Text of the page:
Iran’s reformist leaders reject links to foreigners

Iran’s reformist leaders reject links to foreigners
# 09 February 2010 03:58 (UTC +04:00)
Baku – APA. Iran’s reformist leaders Monday rejected the authorities’ accusation that the opposition movement had links to foreigners and urged people to attend rallies Thursday marking the 1979 Islamic revolution, APA reports quoting Euronews.
The opposition is expected to revive anti-government protests at the February 11 events, raising fears of further clashes with the security forces.
Mass street protests erupted after a disputed election last year which the opposition says was rigged to secure hard-line President Mahmoud Ahmadinejad’s re-election.
The authorities have denied the charge and portrayed the protests as a Western-backed bid to undermine the Islamic state.
“We say election matters are domestic and it has nothing to do with foreign (countries) ... Iran’s Green (opposition) movement is independent and will not in any way allow foreigners to interfere in its affairs,” Kalemeh website quoted opposition leader Mirhossein Mousavi as saying.
“In our reform-seeking movement, we have neither fixed hope on foreigners nor hold the belief that they are benevolent towards us,” Mohammad Khatami, Iran’s president from 1997 to 2005 was quoted as saying by the ILNA news agency.
“If there is a dispute, it is an internal one and if in certain instances foreign governments take advantage of the conditions they do it uninvited,” Khatami added.
Opposition leaders have called on their supporters to take part in the February 11 events.
“God willing, all people will take part in the marches with the common points of defending the revolution and human rights, as the principal owners of the revolution,” Khatami said.
The authorities have warned backers of the pro-reform opposition of a firm response if they take to the streets again, eight months after the disputed presidential election.
“The Iranian nation will show on (February 11) how it will punch the faces of all the world’s arrogants — America, Britain and Zionists — with its unity,” Supreme Leader Ayatollah Ali Khamenei said Monday, state television reported.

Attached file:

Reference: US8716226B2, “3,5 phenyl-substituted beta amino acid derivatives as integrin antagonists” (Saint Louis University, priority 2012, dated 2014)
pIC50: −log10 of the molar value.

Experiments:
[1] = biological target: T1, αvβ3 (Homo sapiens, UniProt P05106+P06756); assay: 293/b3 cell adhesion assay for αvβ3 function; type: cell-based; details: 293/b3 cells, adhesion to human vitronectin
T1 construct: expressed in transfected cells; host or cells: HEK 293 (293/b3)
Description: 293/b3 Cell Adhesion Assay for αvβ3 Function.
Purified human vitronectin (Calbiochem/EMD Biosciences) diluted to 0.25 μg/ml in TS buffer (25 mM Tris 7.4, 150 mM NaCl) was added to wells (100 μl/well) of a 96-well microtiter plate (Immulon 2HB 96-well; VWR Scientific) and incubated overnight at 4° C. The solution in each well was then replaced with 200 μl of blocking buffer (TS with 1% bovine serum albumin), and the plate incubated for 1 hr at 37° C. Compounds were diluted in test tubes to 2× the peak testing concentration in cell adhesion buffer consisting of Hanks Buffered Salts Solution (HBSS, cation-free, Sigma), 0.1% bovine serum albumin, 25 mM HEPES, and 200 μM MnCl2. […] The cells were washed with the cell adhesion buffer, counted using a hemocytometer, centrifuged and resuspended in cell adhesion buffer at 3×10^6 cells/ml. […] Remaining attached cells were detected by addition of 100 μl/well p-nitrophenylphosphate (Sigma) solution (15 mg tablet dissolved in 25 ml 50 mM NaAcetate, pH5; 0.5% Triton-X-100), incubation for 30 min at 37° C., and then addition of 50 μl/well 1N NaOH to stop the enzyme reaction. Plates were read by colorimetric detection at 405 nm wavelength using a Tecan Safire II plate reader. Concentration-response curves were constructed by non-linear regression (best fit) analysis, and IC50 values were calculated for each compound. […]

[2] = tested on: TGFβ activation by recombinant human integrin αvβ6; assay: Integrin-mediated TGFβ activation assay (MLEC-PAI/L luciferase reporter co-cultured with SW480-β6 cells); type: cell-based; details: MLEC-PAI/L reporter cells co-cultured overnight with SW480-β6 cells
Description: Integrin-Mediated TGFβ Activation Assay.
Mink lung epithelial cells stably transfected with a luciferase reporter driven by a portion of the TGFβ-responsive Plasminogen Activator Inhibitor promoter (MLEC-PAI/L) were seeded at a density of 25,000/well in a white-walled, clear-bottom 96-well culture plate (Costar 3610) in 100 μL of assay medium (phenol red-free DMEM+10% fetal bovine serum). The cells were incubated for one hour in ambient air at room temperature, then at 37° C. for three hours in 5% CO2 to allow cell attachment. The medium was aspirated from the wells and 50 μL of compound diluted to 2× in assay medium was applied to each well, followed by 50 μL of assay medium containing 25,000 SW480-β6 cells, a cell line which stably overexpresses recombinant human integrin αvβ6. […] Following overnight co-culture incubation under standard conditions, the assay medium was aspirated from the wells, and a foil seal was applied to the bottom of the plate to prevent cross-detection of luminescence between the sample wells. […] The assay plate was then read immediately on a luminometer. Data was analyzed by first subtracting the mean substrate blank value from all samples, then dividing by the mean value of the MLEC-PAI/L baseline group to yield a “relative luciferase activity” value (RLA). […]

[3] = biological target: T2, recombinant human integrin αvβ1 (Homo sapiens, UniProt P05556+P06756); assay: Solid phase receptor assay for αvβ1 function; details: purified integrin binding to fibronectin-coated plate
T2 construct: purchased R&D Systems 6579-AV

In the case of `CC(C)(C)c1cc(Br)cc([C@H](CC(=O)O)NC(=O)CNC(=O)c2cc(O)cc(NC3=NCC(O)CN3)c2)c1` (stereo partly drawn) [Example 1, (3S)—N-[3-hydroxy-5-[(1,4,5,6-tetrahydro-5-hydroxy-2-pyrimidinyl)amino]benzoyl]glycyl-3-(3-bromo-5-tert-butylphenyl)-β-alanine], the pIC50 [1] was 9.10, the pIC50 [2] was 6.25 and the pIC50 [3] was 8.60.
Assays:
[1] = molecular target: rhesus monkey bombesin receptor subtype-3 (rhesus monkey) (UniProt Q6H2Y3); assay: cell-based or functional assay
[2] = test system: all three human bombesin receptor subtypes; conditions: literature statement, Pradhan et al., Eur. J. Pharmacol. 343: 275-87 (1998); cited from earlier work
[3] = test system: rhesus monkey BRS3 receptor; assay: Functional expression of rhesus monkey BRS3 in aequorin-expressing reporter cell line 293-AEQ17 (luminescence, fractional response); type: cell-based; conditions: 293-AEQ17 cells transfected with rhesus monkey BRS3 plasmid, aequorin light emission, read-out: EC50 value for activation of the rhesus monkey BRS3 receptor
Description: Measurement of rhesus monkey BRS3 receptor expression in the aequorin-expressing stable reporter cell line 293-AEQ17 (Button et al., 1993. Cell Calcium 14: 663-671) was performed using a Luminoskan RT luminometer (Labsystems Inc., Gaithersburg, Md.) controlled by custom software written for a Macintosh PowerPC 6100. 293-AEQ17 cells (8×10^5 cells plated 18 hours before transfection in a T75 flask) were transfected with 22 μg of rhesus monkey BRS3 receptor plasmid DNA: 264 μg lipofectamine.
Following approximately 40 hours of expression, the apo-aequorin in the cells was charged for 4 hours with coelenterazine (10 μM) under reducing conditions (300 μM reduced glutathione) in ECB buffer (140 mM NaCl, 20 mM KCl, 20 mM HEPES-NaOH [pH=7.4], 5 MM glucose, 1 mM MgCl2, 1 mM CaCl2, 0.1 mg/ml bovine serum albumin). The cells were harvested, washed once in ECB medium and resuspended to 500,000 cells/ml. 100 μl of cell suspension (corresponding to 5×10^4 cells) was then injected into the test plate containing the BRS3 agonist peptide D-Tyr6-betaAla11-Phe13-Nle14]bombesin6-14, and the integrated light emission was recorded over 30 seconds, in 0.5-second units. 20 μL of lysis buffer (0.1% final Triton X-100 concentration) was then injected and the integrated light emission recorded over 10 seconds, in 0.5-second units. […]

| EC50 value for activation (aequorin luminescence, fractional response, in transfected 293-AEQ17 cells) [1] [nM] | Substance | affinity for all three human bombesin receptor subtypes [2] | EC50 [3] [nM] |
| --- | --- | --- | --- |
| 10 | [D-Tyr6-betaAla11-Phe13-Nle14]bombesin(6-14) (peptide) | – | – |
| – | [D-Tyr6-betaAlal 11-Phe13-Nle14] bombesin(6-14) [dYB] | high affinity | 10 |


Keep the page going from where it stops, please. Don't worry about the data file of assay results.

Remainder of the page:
“It is clear today that those who stood against the people were not a part of the Iranian nation … they were either anti-revolutionary figures or were acting like them,” he said.
Eight people were killed in clashes between the security forces and opposition supporters in late December in the most serious bloodshed since the aftermath of the vote.
The opposition is showing no sign of backing down, despite many arrests in a continuing crackdown by the authorities.
APPEAL
Earlier Monday, the Iranian news agency ISNA said a court had sentenced a prominent reformer who served as deputy foreign minister under Khatami to six years in jail over his role in the unrest that erupted after the election.
Mohsen Aminzadeh was one of many leading pro-reform figures detained after the vote, which plunged Iran into its deepest internal crisis since the revolution three decades ago and exposed widening establishment divisions.
He was a prominent backer of Mousavi in the poll.
Thousands of people protesting against the conduct of the June vote were arrested. Most have since been freed, although more than 80 people have been jailed for up to 15 years.
Last month, Iran hanged two people sentenced to death in post-vote trials. The West and human rights groups condemned the executions, accusing Iran of staging “show trials” and of seeking to intimidate the opposition.
ISNA quoted Aminzadeh’s lawyer, Abbas Shiri, as saying he was accused of taking part in illegal gatherings, planning to disturb Iran’s security and of spreading propaganda against the Islamic government system in interviews with foreign media.
“Rejecting the charges, I will submit the appeal within the legal period,” Shiri said.
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THE OPERATION IS BEING PERFORMED